“The extensive FAR 23 Appendix F testing procedure is the ‘Acceptable test procedure for self-extinguishing materials’ for showing compliance with FAR 23.853. However, the need for this testing procedure is only called out in FAR 23.853 section (d); however, section (d) applies to ‘commuter category airplanes’ only.
“Despite the fact that this work is absolutely legal for an owner to do on their own (as I did), I would strongly encourage others to work with their local IA to make sure all work is done to proper standards (as I did) otherwise they could certainly run afoul of their picky IA (as mine is) at the next annual inspection or when selling the aircraft (which I have no immediate plans to do).”
Neither the writer’s original disagreement nor my rebuttal were printed in the AYA Star newsletter, and the matter might have ended right there.
Parsing The Regs
However, this got me thinking: Where did I get that rule interpretation? At first glance, FAR 23.853 seems pretty clear: All materials in our non-commuter-category FAR 23 aircraft must use “flame-resistant” materials. (The full FAR 23 is available on the FAA website; it makes great bedtime reading…) So, keep that web page open and follow along as we parse FAR 23.853:
(a) “The materials must be at least flame resistant”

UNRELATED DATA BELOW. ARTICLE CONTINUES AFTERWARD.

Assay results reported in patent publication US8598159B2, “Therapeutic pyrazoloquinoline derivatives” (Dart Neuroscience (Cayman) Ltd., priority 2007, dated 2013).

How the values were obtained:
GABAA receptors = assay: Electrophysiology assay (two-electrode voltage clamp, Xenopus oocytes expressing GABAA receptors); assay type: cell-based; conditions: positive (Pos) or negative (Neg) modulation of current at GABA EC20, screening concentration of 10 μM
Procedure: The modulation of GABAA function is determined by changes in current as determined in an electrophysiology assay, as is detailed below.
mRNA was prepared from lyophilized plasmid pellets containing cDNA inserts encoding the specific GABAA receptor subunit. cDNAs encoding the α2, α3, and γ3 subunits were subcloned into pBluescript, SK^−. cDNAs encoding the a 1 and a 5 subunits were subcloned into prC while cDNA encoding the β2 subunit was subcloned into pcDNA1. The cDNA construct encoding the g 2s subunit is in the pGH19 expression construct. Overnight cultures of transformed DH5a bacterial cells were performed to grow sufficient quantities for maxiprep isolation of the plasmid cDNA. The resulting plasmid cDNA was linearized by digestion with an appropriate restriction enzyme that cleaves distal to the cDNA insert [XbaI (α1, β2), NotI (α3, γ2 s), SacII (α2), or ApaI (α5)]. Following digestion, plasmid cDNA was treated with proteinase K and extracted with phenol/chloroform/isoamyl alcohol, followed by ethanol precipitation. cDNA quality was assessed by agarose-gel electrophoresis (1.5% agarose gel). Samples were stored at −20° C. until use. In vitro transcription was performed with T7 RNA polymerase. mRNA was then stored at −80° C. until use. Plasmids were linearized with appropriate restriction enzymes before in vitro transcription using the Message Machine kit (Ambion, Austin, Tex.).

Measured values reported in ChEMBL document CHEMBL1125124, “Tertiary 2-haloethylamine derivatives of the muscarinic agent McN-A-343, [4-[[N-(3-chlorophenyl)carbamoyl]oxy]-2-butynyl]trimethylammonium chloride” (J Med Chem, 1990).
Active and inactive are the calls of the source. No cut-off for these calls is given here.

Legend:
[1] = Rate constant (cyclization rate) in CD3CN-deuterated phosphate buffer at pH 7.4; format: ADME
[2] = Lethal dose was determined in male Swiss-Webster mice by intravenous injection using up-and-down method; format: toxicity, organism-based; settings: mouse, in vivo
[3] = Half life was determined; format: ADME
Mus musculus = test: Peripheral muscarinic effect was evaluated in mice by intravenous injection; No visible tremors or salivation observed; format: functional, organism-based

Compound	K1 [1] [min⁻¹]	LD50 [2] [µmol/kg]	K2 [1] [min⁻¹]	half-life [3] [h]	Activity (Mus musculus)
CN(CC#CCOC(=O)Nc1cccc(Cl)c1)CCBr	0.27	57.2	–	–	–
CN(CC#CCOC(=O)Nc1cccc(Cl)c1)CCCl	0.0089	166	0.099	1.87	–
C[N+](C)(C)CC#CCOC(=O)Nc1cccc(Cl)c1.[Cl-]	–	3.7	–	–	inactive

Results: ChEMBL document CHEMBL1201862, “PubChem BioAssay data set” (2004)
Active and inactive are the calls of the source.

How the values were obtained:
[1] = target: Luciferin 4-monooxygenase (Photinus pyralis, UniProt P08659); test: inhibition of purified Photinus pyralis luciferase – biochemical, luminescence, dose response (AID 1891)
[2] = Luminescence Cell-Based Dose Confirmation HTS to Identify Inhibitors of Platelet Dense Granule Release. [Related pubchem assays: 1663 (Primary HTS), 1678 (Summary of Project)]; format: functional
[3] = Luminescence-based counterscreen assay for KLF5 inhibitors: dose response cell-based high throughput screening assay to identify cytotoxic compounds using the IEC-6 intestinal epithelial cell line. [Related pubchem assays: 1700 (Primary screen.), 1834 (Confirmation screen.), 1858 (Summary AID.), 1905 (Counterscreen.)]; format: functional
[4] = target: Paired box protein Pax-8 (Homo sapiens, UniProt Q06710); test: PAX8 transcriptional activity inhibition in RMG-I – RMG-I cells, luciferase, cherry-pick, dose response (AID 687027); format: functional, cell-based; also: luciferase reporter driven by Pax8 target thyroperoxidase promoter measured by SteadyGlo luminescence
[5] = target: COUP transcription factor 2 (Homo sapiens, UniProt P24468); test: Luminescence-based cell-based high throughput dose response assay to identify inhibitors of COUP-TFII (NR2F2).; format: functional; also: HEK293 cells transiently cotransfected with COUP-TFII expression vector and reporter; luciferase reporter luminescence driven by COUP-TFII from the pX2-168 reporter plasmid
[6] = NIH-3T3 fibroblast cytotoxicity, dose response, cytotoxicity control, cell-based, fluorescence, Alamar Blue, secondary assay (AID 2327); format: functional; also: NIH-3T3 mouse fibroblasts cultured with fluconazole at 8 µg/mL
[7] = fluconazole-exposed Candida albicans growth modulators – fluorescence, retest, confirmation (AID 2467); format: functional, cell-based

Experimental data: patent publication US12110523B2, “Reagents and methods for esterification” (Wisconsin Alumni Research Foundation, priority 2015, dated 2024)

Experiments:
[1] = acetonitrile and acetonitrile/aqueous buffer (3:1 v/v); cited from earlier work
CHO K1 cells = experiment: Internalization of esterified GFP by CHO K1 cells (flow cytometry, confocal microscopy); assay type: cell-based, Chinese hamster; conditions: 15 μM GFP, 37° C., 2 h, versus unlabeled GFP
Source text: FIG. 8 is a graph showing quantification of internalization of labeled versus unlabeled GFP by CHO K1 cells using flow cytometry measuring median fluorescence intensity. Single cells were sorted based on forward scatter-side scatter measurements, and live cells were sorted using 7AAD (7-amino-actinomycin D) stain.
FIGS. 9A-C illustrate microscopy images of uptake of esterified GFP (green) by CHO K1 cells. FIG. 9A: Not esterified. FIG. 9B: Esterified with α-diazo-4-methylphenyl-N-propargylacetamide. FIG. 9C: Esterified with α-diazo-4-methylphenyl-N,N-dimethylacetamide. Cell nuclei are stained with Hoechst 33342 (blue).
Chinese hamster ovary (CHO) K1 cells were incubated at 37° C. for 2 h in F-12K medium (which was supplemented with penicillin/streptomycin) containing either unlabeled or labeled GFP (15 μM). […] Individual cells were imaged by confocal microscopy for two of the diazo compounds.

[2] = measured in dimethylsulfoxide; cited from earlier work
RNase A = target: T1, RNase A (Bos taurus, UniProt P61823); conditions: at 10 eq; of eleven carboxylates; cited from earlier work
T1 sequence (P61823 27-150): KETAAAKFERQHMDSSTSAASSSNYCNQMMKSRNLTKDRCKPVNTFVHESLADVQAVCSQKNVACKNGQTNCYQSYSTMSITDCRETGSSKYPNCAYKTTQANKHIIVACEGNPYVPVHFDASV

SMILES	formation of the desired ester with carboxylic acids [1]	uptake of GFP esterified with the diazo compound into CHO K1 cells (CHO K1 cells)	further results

OK, sounds easy enough. So, where’s the definition of “flame resistant,” and how do we prove it? Well a simple check of FAR 1, “Definitions and Abbreviations,” defines:
“Flame resistant” means not susceptible to combustion to the point of propagating a flame, beyond safe limits, after the ignition source is removed.
Problem is, while the FAA defines what it is, they don’t tell us how to demonstrate it. Traditionally, the simple “Bic test” was sufficient … you ignite the edge of the material on fire with a lighter, and see if it goes out by itself.
There probably was a rule here in the long past, but they deleted it and left the other sections in place.
(c) “If smoking is to be prohibited, there must be a placard so stating, and if smoking is to be allowed…”
This one’s an easy fix. Make sure your airplane is placarded “No Smoking” and the rest of the section will not apply (and your vacuum-driven gyros will love you for it).
(d) “In addition, for commuter category airplanes, the following requirements apply:”
Since our airplanes are not commuter category, this section does not apply.